Pain from anal sex, and how to prevent it
Originally Published: April 26, 2002 - Last Updated / Reviewed On: June 26, 2009
After having anal sex with my partner, I noticed blood on him, although there was no sign of external damage. The next day I am feeling pain internally, but I can't pinpoint its location. What are the possible dangers and should I see a doctor?
Serious injuries from anal sex are relatively rare; however, if you have internal pain or see blood, you need to see your health care provider. Here are some of the potential complications of anal sex:
The blood you mentioned could have been from a hemorrhoid, which is a swollen vein in the anal area. Hemorrhoids can be fragile and prone to bleeding, although they don't usually cause the kind of pain you've described. You can frequently feel a hemorrhoid as a swollen, tender lump in the anal area. You'll often notice blood from a bleeding hemorrhoid on toilet paper after a bowel movement, or on the stool itself.
Pain and bleeding can also occur when there's a small tear in the lining of the anus called an anal fissure. Even small fissures can be pretty painful because they often cause spasms of the opening of the anus. They heal slowly because they're irritated repeatedly during bowel movements. With anal fissures, you may also see blood on toilet paper or on the stool itself.
A rare, but serious, complication after anal sex is a hole (perforation) in the colon. This dangerous problem requires hospitalization, surgery to repair the hole, and antibiotics to prevent infection. A colonic perforation will usually cause fever and severe pain and pressure in the abdomen. This condition requires immediate medical attention, either through your health care provider or your local hospital emergency department.
If your health care provider isn't sure what's causing your pain, you may need to undergo a procedure to look inside your rectum. A small scope called an "anoscope" can allow your provider to check if there's a fissure. To go deeper, a scope called a "sigmoidoscope" may be used.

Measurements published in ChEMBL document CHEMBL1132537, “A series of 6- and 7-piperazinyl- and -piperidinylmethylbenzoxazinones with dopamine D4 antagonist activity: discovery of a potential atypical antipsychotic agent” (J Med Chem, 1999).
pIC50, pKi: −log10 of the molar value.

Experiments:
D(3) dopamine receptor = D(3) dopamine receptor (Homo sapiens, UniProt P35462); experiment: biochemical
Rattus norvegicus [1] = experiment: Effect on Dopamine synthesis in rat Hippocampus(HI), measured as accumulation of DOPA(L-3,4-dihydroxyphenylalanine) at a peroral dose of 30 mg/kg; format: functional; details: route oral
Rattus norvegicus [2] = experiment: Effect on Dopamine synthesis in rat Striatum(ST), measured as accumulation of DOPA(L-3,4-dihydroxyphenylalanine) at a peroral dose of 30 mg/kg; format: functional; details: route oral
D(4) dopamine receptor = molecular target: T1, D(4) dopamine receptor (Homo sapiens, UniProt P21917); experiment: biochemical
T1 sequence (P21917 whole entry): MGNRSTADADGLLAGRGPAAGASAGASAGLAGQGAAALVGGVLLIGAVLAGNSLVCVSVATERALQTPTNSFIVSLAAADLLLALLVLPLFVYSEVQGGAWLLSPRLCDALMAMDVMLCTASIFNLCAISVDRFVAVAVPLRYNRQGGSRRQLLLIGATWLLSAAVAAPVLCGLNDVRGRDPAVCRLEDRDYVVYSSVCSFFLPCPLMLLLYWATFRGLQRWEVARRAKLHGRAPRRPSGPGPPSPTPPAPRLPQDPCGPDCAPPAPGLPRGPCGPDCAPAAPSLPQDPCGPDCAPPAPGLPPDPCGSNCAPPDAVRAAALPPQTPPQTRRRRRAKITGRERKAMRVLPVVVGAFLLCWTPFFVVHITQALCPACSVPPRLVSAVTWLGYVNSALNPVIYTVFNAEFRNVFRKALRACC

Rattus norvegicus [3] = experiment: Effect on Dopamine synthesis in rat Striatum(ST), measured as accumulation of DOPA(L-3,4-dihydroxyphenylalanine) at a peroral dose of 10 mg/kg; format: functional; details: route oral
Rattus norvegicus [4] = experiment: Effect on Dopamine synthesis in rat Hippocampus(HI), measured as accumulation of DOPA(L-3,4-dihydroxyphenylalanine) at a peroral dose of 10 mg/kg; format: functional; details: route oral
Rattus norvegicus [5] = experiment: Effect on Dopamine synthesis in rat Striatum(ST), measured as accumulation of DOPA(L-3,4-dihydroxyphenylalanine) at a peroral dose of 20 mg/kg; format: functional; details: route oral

If you have either a hemorrhoid or fissure, you'll probably receive similar recommendations. Treatment for both conditions is sometimes called "WASH." The letters stand for:
- Warm water: Sitz baths involve sitting in a warm pan of water to soak the painful anal area.
- Analgesic agents: Various creams and ointments can temporarily numb the anal area to provide relief. Do not use these for more than a few days in a row, however. Your health care provider can tell you exactly how long it is safe to continue using these treatments.
- Stool softeners: Taking over-the-counter medications to help keep your stool soft until the hemorrhoid or fissure heals. This can help avoid re-injuring and further irritating the anus while having a bowel movement.
- High-fiber diets: A high-fiber diet will keep your stools soft and easy to pass.
Following these recommendations can help the hemorrhoid or fissure heal within a few days. Very rarely, a hemorrhoid or fissure will become infected, will develop a clot within, or will not heal promptly. If this occurs, your health care provider may recommend that you undergo a surgical procedure or use a newly researched medication to help heal the fissure.
Hold off on more anal sex until your current discomfort and bleeding are completely gone. When you resume anal sex, here are some recommendations to help prevent anal fissures in the future:
- Talk with your partner about the need for the inserter to go very slowly and gently, and the absolute requirement that your word is law: if you say stop, s/he stops.
- Use lots of water- or silicone-based lube.
- If fingers are going to be inserted in your anus, fingernails need to be well trimmed, smooth, and clean.
- Some people like to start with a clipped nail finger in the anus, moved very slowly inside. When there's pain, stop and wait a moment and breathe. This will allow the internal anal sphincter to relax. Once the discomfort stops, continue. If a finger is comfortable, you can proceed with other sex toys or a penis.
- If you use a dildo, make sure it's soft and flexible, not stiff. This will help protect you against colonic perforation.
- If you're still having pain with anal penetration, you may want to see your health care provider about using rectal dilators. These are a set of instruments that get progressively larger. You begin by inserting the smallest-diameter dilator in your anus. When this is completely comfortable, you can move on to the next size, and on through the largest size. Your provider can also help you plan a safe and reasonable schedule of progressing through the different sizes.
- Consider receiving anal sex face down; this can decrease anal pressure.
- Be sure to understand and follow safer sex guidelines to avoid getting or giving infections, including HIV. For example, condoms need to be used for sexual activities where body fluids may be involved (including anal sex).